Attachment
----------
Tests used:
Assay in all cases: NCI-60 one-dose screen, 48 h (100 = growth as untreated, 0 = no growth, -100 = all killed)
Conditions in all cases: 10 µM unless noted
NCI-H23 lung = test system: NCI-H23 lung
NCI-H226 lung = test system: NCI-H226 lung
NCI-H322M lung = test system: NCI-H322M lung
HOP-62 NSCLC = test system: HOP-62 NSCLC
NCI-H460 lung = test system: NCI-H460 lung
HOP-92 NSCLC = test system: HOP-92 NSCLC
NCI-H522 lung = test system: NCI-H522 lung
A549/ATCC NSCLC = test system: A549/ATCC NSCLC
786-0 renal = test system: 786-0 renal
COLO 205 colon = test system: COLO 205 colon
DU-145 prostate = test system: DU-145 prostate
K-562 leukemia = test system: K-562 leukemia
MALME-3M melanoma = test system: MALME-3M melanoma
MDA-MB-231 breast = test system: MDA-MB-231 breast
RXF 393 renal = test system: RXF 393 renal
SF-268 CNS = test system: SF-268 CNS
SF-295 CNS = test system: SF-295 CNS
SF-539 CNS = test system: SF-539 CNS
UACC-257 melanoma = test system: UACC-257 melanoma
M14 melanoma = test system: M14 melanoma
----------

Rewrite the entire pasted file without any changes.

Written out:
Tests used:
Assay in all cases: NCI-60 one-dose screen, 48 h (100 = growth as untreated, 0 = no growth, -100 = all killed)
Conditions in all cases: 10 µM unless noted
NCI-H23 lung = test system: NCI-H23 lung
NCI-H226 lung = test system: NCI-H226 lung
NCI-H322M lung = test system: NCI-H322M lung
HOP-62 NSCLC = test system: HOP-62 NSCLC
NCI-H460 lung = test system: NCI-H460 lung
HOP-92 NSCLC = test system: HOP-92 NSCLC
NCI-H522 lung = test system: NCI-H522 lung
A549/ATCC NSCLC = test system: A549/ATCC NSCLC
786-0 renal = test system: 786-0 renal
COLO 205 colon = test system: COLO 205 colon
DU-145 prostate = test system: DU-145 prostate
K-562 leukemia = test system: K-562 leukemia
MALME-3M melanoma = test system: MALME-3M melanoma
MDA-MB-231 breast = test system: MDA-MB-231 breast
RXF 393 renal = test system: RXF 393 renal
SF-268 CNS = test system: SF-268 CNS
SF-295 CNS = test system: SF-295 CNS
SF-539 CNS = test system: SF-539 CNS
UACC-257 melanoma = test system: UACC-257 melanoma
M14 melanoma = test system: M14 melanoma